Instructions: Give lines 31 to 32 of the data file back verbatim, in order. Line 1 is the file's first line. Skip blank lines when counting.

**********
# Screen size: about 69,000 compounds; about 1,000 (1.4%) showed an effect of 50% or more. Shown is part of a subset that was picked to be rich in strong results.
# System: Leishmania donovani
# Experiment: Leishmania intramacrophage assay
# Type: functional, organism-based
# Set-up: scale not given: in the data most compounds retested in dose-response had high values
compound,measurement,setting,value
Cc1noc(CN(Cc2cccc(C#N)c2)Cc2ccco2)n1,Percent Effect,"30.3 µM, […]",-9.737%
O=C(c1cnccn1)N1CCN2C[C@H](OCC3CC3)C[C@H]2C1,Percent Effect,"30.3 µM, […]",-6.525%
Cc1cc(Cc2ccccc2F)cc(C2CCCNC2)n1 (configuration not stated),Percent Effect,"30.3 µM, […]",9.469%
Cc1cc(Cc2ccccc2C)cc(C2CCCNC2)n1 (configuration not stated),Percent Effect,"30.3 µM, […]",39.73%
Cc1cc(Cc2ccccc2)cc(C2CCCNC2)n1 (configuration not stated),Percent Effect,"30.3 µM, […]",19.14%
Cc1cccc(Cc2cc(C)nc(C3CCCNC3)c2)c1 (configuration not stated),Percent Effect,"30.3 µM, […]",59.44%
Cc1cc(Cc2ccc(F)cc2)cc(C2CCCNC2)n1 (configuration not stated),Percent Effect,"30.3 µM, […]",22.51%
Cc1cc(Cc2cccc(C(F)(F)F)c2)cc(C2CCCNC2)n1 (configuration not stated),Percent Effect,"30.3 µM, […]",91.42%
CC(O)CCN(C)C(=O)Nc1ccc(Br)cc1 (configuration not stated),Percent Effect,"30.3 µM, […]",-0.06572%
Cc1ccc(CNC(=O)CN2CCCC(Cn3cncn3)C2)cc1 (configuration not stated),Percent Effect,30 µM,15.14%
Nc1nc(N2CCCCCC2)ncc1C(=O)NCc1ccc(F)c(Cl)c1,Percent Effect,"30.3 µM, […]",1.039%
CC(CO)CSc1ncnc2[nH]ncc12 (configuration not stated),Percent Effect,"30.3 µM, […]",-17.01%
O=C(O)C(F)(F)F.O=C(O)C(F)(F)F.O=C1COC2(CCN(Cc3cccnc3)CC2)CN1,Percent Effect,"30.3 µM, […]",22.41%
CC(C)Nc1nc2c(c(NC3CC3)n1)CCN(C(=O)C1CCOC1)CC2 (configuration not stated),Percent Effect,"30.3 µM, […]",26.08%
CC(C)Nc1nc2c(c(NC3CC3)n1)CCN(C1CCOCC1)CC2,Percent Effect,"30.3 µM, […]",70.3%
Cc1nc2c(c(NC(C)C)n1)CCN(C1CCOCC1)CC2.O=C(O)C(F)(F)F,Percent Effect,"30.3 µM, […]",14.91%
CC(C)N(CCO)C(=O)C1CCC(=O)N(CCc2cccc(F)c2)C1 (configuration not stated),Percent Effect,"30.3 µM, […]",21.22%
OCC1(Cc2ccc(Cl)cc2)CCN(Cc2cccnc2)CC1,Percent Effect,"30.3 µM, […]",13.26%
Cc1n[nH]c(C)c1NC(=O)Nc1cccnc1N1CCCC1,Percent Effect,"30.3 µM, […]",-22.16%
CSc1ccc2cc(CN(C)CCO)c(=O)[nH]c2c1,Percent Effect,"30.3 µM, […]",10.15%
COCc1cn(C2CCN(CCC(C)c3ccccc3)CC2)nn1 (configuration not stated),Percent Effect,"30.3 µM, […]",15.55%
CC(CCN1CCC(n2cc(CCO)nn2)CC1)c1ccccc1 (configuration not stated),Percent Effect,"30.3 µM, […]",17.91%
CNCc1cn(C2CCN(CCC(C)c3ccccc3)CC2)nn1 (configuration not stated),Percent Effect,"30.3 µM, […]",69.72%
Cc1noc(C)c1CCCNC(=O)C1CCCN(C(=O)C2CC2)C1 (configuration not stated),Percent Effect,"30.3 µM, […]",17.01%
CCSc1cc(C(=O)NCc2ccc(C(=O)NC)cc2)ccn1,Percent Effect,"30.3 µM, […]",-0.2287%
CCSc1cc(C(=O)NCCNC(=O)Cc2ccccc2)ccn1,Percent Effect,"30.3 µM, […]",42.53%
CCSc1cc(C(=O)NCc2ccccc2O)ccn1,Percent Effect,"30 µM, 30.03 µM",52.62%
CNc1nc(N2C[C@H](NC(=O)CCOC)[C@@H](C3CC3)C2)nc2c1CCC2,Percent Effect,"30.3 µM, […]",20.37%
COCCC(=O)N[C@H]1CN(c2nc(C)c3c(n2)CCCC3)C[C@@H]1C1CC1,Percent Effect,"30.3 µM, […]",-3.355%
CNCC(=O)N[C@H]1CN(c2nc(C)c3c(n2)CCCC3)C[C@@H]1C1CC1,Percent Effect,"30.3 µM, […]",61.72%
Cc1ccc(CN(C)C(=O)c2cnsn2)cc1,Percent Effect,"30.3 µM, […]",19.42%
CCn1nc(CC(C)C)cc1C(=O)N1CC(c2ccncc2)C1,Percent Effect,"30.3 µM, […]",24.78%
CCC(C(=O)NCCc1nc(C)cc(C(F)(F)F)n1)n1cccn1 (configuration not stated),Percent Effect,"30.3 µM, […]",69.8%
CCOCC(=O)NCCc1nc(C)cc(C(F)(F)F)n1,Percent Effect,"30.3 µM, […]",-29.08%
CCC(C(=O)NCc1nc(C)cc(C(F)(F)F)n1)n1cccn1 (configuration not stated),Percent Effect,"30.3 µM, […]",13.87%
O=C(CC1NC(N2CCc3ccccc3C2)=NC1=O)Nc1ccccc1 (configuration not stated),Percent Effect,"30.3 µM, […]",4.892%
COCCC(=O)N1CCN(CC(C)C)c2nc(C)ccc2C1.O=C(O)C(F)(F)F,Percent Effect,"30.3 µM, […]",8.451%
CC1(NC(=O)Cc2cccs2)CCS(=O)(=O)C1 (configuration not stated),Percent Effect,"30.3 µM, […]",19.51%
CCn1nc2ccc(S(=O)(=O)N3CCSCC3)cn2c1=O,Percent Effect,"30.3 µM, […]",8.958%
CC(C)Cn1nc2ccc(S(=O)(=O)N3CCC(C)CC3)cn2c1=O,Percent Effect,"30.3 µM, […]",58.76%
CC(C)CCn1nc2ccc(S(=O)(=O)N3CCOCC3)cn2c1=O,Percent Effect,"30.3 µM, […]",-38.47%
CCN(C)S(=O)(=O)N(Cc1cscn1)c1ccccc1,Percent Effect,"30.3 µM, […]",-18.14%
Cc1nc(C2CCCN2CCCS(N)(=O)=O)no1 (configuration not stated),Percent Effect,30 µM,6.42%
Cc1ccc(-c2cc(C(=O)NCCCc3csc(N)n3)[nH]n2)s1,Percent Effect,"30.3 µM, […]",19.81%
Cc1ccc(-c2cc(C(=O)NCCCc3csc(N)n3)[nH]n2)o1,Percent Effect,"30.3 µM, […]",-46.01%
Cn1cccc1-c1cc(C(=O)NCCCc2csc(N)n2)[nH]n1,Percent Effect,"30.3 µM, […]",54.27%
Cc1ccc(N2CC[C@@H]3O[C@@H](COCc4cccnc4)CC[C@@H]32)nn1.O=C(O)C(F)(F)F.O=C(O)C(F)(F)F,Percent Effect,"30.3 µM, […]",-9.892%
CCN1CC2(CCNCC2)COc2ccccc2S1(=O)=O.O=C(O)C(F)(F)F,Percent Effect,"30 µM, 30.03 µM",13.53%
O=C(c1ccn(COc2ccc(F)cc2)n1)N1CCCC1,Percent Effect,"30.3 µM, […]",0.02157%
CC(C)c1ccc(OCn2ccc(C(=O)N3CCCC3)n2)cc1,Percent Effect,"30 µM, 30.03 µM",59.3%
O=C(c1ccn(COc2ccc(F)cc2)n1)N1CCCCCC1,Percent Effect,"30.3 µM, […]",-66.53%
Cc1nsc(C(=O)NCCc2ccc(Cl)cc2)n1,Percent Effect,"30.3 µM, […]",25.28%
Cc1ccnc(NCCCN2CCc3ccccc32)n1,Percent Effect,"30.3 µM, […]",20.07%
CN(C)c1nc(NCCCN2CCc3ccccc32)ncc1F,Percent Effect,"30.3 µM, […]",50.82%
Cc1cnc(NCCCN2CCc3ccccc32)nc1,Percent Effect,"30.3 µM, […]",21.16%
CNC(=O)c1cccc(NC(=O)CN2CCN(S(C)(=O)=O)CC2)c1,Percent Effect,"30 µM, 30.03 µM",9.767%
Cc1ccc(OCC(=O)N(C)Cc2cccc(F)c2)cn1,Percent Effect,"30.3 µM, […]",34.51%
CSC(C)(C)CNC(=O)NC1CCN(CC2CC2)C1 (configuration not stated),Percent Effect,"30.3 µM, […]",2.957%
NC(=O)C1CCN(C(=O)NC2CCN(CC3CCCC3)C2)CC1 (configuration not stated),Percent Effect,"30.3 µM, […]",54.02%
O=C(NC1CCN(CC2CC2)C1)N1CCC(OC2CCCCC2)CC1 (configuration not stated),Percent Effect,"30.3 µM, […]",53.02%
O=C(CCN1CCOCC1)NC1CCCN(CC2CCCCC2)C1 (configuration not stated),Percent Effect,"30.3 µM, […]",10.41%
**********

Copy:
CCSc1cc(C(=O)NCc2ccc(C(=O)NC)cc2)ccn1,Percent Effect,"30.3 µM, […]",-0.2287%
CCSc1cc(C(=O)NCCNC(=O)Cc2ccccc2)ccn1,Percent Effect,"30.3 µM, […]",42.53%